Demystifying a Small Business Network

Running your business over a network -- even if it's only to share Internet access -- can help you be more productive and efficient. A look at the basic components of a network and how they all fit together.
Posted December 19, 2007

Joseph Moran

Joseph Moran

Whether your business is already running on a computer network or you're thinking about taking that step, understanding how a network works is more important than you might think. Even if you hire someone set up a network for you, understanding the basics will help when it comes time to buy a new piece of networking gear. You also need to understand what the person who sets up the network – whether it's an employee or local computer guy -- is talking about so you know you're getting the straight scoop.

We'll try to demystify things a bit for you by outlining the basic components of a typical network and explaining how they interact with each other. Don't think of it as networking for dummies, but rather as networking for those that just want the basics with a minimal amount of technical mumbo-jumbo.

A typical network starts with one or more computers linked together by special cabling through devices called switches. Switches connect to another kind of device called a router, and routers in turn connect to yet another device known as a broadband gateway. Since the broadband gateway is the lynch pin of many small business networks, we'll start with it and work our way forward (or backward, depending on your point of view) from there.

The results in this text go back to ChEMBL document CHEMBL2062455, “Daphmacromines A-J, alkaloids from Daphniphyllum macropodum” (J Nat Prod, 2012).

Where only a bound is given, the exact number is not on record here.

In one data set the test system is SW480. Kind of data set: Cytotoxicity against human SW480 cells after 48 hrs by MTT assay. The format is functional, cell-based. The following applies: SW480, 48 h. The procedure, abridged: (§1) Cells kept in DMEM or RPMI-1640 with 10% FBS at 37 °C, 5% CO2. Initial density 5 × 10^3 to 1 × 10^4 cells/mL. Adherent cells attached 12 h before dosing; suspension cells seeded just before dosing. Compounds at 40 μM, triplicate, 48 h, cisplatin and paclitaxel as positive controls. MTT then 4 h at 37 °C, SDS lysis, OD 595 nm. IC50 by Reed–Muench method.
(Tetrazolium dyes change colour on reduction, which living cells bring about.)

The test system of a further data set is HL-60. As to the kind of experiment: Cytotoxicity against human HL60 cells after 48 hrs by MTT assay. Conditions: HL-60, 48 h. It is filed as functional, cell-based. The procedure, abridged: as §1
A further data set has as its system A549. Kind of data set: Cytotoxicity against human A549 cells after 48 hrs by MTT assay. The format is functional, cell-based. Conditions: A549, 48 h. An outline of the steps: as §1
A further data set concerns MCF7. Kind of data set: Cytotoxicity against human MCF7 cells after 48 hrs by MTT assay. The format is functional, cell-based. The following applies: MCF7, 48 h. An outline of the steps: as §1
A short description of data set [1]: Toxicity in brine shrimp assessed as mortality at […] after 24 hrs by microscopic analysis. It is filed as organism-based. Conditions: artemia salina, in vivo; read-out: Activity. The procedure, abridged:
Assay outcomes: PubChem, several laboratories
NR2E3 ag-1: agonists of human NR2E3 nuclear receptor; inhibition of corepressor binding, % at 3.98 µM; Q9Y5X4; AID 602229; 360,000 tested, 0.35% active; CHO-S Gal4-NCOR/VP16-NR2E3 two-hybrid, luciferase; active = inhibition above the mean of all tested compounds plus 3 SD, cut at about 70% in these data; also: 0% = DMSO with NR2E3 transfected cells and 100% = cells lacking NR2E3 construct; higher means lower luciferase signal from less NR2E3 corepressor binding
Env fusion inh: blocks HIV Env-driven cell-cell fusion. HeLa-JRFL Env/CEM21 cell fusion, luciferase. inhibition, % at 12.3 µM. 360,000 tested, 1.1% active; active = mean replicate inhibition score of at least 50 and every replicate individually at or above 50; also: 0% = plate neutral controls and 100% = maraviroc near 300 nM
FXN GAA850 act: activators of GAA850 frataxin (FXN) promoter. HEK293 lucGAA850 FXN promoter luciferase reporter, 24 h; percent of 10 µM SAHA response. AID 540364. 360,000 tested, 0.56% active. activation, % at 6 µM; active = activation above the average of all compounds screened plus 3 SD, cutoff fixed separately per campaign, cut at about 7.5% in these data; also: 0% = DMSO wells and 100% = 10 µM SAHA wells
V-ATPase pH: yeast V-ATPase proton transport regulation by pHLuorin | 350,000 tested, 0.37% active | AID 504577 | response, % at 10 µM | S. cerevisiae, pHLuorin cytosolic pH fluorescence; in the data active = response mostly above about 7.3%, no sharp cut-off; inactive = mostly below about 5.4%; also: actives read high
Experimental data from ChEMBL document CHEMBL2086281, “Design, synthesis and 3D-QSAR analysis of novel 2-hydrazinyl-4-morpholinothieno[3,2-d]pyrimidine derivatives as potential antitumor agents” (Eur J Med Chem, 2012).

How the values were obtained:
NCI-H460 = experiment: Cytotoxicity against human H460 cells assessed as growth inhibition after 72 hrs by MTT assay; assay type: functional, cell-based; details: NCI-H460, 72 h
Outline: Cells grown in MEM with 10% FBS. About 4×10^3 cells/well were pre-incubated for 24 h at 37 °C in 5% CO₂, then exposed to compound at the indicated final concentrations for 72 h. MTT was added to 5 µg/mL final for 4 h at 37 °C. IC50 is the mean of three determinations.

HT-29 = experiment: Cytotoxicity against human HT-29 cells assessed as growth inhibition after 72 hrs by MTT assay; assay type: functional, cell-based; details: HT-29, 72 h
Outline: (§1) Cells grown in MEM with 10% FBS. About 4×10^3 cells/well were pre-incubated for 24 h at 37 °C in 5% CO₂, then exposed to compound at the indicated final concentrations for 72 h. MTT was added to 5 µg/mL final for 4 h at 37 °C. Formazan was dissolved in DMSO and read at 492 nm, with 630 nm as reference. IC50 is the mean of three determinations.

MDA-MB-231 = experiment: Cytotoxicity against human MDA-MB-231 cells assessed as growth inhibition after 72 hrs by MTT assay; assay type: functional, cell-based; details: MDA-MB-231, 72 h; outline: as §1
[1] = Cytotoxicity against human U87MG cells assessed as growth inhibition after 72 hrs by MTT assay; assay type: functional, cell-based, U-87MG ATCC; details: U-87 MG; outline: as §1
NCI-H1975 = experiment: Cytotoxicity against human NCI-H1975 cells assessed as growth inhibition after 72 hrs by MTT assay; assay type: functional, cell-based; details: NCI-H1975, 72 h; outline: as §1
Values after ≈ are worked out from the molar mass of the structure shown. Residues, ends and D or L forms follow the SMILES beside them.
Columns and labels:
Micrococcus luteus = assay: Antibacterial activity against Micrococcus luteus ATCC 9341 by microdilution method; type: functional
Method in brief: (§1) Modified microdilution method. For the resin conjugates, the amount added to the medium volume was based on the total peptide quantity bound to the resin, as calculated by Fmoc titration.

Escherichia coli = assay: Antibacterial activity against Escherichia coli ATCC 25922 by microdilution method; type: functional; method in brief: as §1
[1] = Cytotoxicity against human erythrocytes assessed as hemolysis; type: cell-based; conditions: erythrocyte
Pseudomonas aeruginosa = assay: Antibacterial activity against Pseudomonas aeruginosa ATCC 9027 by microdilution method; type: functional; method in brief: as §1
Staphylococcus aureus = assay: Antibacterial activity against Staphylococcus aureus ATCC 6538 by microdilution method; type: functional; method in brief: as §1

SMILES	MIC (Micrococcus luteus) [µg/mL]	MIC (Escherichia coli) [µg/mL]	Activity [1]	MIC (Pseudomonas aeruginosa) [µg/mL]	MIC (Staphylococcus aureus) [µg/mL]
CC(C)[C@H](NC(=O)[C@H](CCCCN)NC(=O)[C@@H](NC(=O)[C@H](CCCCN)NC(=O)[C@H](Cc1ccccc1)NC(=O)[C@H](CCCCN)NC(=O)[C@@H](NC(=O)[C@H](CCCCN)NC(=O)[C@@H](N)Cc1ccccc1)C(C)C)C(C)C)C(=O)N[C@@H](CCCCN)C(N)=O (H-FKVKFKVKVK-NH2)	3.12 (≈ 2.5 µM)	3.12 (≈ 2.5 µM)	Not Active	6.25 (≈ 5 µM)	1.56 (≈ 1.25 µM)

Broadband Gateways
These days most homes and small businesses get Internet access from either the local cable company or the phone company. A company that provides Internet access is known as an ISP, or Internet Service Provider.  In order for you to gain access to their network, an ISP provides a device generally known as a broadband gateway, (though it's also commonly referred to as either a cable modem or DSL modem depending on the type of service you have). If you think of the Internet as an interstate highway, the broadband gateway is essentially the exit to your network.  Most broadband gateways are ostensibly designed to connect to a single computer; if you've got a multiple computers that need access, that's where a router comes in.